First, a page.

• Hi John,
      Thanks for your valuable input as I do this everyday, I didn’t even think about the fact this would be an inconvenience for a hobbyist so thanks for pointing that out. Over the coming weeks I will improve the quality of this post to reflect your valuable input and make this the top post so people interested in fixing draughty doors can see it.

  2. Can you recommend a professional to make this installation in Highbury please? I have front and back door and both of them let a large amount of draught through. I also think security needs improving.

    • Hi Jenna,

      I have vested interest and therefore would rather not comment as this website is setup for discussions on home improvement and energy efficiency. Please google sash window repairs Highbury. I am sure you’ll come up with good results. If you’re really in a pickle send me an email I will quote. Mr Green

  3. Thanks for the post, where is the cheapest place to buy this draught seal from? I have seen Screwfix but I recall the price was about £5 for the door storm proofing. Now it’s nearly triple that! Do you have any knowledge of a trade counter to buy 4 of these, I need to do all my external doors. Cheers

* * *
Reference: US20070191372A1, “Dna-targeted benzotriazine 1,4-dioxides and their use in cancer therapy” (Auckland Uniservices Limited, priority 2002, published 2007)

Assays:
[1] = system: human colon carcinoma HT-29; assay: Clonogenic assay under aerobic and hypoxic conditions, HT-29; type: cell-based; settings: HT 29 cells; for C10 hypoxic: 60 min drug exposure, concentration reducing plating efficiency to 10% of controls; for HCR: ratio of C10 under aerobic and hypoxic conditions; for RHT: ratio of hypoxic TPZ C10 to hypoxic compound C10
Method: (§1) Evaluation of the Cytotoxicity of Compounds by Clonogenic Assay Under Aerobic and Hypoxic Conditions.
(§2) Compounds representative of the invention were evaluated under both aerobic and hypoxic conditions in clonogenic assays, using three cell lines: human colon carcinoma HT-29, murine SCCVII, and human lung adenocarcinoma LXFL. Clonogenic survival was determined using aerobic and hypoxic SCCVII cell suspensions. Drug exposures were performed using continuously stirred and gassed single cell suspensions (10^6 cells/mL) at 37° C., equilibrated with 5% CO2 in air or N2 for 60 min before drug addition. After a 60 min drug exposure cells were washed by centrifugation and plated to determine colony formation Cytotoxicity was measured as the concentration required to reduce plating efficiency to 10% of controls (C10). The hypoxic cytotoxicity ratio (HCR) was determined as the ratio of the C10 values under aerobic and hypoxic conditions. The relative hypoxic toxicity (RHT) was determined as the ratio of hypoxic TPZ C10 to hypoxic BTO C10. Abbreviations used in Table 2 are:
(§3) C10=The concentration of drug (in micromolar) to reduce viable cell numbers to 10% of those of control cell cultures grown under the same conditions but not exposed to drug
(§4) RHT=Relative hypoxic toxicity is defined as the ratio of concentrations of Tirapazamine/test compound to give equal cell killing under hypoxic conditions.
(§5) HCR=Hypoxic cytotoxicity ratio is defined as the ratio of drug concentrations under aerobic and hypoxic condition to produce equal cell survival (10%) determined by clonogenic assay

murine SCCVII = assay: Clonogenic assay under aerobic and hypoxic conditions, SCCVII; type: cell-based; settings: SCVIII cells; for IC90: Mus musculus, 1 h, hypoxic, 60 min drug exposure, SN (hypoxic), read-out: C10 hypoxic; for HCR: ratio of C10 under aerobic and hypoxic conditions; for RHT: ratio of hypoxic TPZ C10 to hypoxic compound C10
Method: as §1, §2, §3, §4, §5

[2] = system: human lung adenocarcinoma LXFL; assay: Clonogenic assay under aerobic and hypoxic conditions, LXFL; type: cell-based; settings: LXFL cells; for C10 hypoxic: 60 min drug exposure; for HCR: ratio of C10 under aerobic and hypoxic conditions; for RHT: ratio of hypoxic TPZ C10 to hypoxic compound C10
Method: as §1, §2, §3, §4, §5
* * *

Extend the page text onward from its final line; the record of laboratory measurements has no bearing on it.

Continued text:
• Hi Phil,

      Apologies on slow reply – sadly prices have rocketed in the last few years and on a large number you can still get £5 however for just four the Screwfix trade counter is still your best bet. Sorry I cannot be of more help than this.

  4. I just wanted to say thanks for the advice, it gave me the confidence to take on some draught proofing around my front and rear doors. I wont say that it’s completely changed my life because it wouldn’t be true, but the draught that passes behind my ankles when I sit down for my morning coffee is gone and I am really grateful for that so thank you for your wonderful website.

    • Thank you Eddie your comment makes the whole site worth while to me, and is exactly the reason I do it. If you’d like some more home insulation tips then always email me and I put the requests into a list and as I have time I add another to the site.

  5. Can I just ask how you are cutting the weather bar to length? All of the weather bars I have ordered are too long and made of metal so I cannot use my wooden saw for fear of blunting it any further, that and the saw slips if I do try. Is there any special trick to this? I’d love to know thanks.

    • Hello Mr Tepper,

      A junior hacksaw is your friend, and if you cant get a good start then consider using a carpenters box to steady. The cut shouldn’t take a great deal of effort with the correct tools, I can cut a bar to length in around 30 seconds to a minute, if it’s taking much longer then please come back to me as there’s something else wrong.